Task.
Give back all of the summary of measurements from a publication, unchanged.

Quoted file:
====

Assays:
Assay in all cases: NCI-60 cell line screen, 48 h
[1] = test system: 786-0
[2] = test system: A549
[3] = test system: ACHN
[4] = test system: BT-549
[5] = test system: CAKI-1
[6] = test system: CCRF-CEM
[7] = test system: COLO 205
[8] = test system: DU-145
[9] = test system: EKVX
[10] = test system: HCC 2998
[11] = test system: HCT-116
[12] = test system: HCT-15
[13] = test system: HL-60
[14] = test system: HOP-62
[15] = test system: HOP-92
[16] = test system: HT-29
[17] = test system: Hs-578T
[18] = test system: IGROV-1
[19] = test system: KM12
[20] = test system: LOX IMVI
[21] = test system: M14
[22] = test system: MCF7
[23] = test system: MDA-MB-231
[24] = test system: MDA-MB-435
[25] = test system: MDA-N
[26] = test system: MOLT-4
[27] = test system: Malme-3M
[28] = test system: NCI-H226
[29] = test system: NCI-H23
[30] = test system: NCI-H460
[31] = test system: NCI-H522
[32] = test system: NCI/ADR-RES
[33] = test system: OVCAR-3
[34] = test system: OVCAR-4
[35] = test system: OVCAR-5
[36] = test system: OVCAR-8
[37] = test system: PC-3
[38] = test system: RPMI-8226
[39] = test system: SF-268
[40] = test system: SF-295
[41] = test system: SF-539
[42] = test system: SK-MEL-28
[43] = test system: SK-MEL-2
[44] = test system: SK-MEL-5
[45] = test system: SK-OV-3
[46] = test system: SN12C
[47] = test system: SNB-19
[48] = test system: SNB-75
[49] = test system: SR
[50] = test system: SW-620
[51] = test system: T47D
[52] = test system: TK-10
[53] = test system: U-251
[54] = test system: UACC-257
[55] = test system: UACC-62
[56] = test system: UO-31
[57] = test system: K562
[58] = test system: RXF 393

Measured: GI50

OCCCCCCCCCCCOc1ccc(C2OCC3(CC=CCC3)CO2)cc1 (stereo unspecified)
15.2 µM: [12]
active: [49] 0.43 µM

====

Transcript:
Assays:
Assay in all cases: NCI-60 cell line screen, 48 h
[1] = test system: 786-0
[2] = test system: A549
[3] = test system: ACHN
[4] = test system: BT-549
[5] = test system: CAKI-1
[6] = test system: CCRF-CEM
[7] = test system: COLO 205
[8] = test system: DU-145
[9] = test system: EKVX
[10] = test system: HCC 2998
[11] = test system: HCT-116
[12] = test system: HCT-15
[13] = test system: HL-60
[14] = test system: HOP-62
[15] = test system: HOP-92
[16] = test system: HT-29
[17] = test system: Hs-578T
[18] = test system: IGROV-1
[19] = test system: KM12
[20] = test system: LOX IMVI
[21] = test system: M14
[22] = test system: MCF7
[23] = test system: MDA-MB-231
[24] = test system: MDA-MB-435
[25] = test system: MDA-N
[26] = test system: MOLT-4
[27] = test system: Malme-3M
[28] = test system: NCI-H226
[29] = test system: NCI-H23
[30] = test system: NCI-H460
[31] = test system: NCI-H522
[32] = test system: NCI/ADR-RES
[33] = test system: OVCAR-3
[34] = test system: OVCAR-4
[35] = test system: OVCAR-5
[36] = test system: OVCAR-8
[37] = test system: PC-3
[38] = test system: RPMI-8226
[39] = test system: SF-268
[40] = test system: SF-295
[41] = test system: SF-539
[42] = test system: SK-MEL-28
[43] = test system: SK-MEL-2
[44] = test system: SK-MEL-5
[45] = test system: SK-OV-3
[46] = test system: SN12C
[47] = test system: SNB-19
[48] = test system: SNB-75
[49] = test system: SR
[50] = test system: SW-620
[51] = test system: T47D
[52] = test system: TK-10
[53] = test system: U-251
[54] = test system: UACC-257
[55] = test system: UACC-62
[56] = test system: UO-31
[57] = test system: K562
[58] = test system: RXF 393

Measured: GI50

OCCCCCCCCCCCOc1ccc(C2OCC3(CC=CCC3)CO2)cc1 (stereo unspecified)
15.2 µM: [12]
active: [49] 0.43 µM